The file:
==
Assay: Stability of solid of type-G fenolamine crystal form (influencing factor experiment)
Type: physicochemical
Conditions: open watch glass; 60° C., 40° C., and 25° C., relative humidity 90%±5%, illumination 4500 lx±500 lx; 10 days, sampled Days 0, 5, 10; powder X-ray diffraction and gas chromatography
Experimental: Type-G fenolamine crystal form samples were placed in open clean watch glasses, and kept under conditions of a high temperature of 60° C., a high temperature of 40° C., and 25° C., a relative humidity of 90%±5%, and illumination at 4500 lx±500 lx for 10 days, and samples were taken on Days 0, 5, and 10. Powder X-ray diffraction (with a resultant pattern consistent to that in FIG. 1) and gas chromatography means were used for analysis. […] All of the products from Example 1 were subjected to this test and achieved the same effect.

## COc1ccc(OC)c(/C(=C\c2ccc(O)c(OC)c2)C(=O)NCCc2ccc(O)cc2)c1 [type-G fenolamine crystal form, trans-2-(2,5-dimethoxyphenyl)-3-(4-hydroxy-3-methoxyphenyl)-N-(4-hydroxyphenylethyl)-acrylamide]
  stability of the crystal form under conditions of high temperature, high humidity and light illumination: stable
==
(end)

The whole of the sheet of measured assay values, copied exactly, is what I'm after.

Assay: Stability of solid of type-G fenolamine crystal form (influencing factor experiment)
Type: physicochemical
Conditions: open watch glass; 60° C., 40° C., and 25° C., relative humidity 90%±5%, illumination 4500 lx±500 lx; 10 days, sampled Days 0, 5, 10; powder X-ray diffraction and gas chromatography
Experimental: Type-G fenolamine crystal form samples were placed in open clean watch glasses, and kept under conditions of a high temperature of 60° C., a high temperature of 40° C., and 25° C., a relative humidity of 90%±5%, and illumination at 4500 lx±500 lx for 10 days, and samples were taken on Days 0, 5, and 10. Powder X-ray diffraction (with a resultant pattern consistent to that in FIG. 1) and gas chromatography means were used for analysis. […] All of the products from Example 1 were subjected to this test and achieved the same effect.

## COc1ccc(OC)c(/C(=C\c2ccc(O)c(OC)c2)C(=O)NCCc2ccc(O)cc2)c1 [type-G fenolamine crystal form, trans-2-(2,5-dimethoxyphenyl)-3-(4-hydroxy-3-methoxyphenyl)-N-(4-hydroxyphenylethyl)-acrylamide]
  stability of the crystal form under conditions of high temperature, high humidity and light illumination: stable